A photo of Rich Bisaccia sitting at a desk in a dimly lit room personally handwriting notes to each of the players he coached in his time running the Las Vegas Raiders got plenty of run Monday; the nearly human face of football.
An hour later, Mike Mayock was fired as the team’s general manager; the typically Raider face of football.
They had both come to Nevada under the auspices of the now-disgraced Jon Gruden, as part of the old-school vanguard Mark Davis was bringing to town. Of the three, only Bisaccia succeeded and kept his dignity, and the heavy betting is that these happy days won’t last much longer. Mayock’s successor will almost surely be under no obligation to keep Bisaccia in his current position, and Bisaccia’s reputation was only enhanced by steering the Raiders into one of their rare postseason appearances. He’ll likely surface as a coordinator, but now we’re starting to sound like the ghouls who run the NFL media job fair this time of year, listing all the people interviewing for jobs almost none of them will get as part of the league’s annual “look at us being thorough” smokescreen while still managing in the end to hire someone who fails.
The point is, Bisaccia’s next gig will come with high praise for not being a grandstanding control freak, for whatever good that does.
As for Mayock, he leaves with some sympathy for having tackled a job that only a stuntperson who works with gasoline and tiki torches can, but he also is touched by Gruden’s deeply flawed eye for talent and organization. He was brought in as Gruden’s sounding board and as such has been blamed for the Raiders’ mostly uninspiring draft classes, but that was the business he’d chosen: Facing the media and taking the heat for Gruden’s inspirations until one of them hit, and so few did.
Mayock came to Vegas to provide a public buffer and private consigliere for Gruden and his worst ideas after the much-derided Khalil Mack trade, was immediately provided with the Antonio Brown farce, and it never got much more joyful from there. The Raiders didn’t win enough to make the job fun, and the off-field nightmares made sure fun didn’t creep in under cover of darkness. Mayock looked like he aged in prospectors’ years in the three seasons and two weeks in which he had the gig, and the more regularly scheduled degradations of television work he will surely be offered will seem delightfully trivial by comparison.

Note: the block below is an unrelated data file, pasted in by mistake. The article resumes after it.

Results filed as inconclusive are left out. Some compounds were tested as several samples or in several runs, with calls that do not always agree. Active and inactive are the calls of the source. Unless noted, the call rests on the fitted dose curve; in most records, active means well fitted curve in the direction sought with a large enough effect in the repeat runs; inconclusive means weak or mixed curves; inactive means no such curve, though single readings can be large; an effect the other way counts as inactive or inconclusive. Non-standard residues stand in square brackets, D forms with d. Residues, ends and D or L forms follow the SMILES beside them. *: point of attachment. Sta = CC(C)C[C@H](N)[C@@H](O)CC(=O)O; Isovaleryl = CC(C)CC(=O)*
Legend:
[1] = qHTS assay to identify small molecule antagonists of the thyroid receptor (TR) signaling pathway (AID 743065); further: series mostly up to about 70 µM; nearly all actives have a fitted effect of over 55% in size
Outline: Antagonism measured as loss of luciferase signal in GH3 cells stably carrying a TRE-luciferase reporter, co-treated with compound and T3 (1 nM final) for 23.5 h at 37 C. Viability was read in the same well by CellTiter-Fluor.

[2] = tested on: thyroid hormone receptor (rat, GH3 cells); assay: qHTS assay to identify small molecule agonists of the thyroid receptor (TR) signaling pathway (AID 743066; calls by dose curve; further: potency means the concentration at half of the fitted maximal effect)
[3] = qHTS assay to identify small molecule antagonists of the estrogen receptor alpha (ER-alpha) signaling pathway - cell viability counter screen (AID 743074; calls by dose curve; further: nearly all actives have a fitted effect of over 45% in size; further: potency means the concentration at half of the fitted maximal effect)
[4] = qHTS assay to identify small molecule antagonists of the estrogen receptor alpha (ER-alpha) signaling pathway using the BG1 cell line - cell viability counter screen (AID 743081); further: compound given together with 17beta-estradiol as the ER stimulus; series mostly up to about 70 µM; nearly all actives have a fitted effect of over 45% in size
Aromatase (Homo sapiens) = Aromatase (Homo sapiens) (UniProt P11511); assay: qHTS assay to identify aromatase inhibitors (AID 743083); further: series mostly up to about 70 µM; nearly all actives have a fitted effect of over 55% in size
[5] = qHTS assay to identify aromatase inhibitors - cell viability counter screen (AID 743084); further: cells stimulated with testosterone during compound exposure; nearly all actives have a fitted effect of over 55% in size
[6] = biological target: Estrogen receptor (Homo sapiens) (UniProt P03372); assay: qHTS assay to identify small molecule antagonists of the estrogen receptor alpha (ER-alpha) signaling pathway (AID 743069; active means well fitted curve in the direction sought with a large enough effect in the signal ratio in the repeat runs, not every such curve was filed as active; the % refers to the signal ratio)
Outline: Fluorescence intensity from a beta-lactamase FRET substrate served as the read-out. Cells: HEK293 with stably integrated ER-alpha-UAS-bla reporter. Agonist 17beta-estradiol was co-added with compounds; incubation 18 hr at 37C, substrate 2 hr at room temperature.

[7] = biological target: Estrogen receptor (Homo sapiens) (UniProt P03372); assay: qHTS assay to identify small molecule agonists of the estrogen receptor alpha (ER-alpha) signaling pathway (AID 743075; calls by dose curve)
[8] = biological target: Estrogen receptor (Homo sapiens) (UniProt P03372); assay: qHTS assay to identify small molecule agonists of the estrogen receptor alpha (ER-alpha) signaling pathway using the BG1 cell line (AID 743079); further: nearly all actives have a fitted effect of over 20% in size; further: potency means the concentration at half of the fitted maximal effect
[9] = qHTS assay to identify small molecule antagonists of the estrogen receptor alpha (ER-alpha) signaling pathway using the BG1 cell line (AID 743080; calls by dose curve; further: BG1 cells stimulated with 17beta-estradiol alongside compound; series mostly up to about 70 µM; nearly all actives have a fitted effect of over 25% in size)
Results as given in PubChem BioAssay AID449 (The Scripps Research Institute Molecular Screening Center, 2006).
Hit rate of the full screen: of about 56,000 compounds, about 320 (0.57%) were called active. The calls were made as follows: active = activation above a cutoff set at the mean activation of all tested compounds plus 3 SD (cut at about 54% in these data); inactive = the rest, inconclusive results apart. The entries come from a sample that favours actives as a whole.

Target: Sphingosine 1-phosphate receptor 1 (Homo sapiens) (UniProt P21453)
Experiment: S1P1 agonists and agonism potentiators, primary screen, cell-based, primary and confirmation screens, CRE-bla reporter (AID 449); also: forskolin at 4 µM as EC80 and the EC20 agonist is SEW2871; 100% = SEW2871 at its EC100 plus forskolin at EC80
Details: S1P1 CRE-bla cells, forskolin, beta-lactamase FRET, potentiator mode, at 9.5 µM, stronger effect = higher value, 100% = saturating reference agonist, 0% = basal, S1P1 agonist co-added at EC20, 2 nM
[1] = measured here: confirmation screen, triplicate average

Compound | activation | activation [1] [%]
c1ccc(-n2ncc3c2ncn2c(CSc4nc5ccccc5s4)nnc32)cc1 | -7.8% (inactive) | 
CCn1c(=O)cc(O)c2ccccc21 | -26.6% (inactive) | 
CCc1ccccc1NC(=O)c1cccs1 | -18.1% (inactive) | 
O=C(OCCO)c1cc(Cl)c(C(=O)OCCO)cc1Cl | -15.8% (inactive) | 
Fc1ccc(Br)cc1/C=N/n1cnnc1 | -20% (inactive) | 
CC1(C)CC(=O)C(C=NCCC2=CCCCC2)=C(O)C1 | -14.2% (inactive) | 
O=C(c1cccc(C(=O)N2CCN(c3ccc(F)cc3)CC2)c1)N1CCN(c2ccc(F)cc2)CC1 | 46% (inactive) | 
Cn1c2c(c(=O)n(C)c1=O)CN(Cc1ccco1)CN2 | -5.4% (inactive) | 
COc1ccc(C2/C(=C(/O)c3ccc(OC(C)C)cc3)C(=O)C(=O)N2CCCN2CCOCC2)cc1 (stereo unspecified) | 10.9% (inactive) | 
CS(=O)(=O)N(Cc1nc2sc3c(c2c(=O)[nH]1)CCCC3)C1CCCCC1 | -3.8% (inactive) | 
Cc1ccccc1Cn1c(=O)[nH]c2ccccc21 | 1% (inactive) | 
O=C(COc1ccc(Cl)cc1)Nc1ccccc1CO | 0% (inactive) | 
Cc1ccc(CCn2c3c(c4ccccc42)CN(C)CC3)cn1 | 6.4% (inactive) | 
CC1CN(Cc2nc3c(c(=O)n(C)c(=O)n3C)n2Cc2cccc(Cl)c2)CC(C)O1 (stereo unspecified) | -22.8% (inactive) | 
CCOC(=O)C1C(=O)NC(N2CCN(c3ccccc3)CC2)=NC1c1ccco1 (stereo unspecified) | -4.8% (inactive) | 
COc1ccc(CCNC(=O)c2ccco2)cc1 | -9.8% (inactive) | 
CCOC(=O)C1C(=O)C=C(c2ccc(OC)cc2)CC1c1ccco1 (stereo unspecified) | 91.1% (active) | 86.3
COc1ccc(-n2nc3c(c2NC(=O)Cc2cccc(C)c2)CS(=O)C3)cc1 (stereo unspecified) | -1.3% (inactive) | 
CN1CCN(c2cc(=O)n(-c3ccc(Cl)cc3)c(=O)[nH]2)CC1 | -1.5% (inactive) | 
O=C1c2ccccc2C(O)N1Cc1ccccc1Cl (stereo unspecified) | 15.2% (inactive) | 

It is hard to know what decisions Mayock actually made under Gruden because the new working environment in the NFL is to muddy up the chain-of-command titles as much as possible to provide as little clarity to the outside world as possible. Thus, his time actually running the football operations department was short and largely grim, and he comes off more as a victim than a perpetrator here, but in the NFL, you are often defined by who hired you, whether it’s your dad or some self-aggrandizing egomaniac crackpot with an unlimited supply of bad ideas, or in some cases both. Mayock was given the deceptive title of general manager with none of the power, but some gullible types will fall for the notion that he actually ran stuff and made decisions. He didn’t. Gruden essentially brought him down by hiring him and attaching him by proxy to the messes that resulted.
In any event, this particular cavalcade of unpleasantness we call Second Gruden (exempting Bisaccia, of course) brings the end of the Davis decades a bit nearer, with Mark as one of the last ones standing, for what that may be worth. The next general manager will be the team’s fourth (if counting Gruden as the real general manager who replaced Reggie McKenzie) and, assuming Bisaccia is not retained, the seventh head coach since Al Davis’s death a decade ago. This remains a franchise in a desperate search for stable guidance it hasn’t possessed since the mid-eighties, and all it has in practical terms is a writing desk, some paper, and a pen.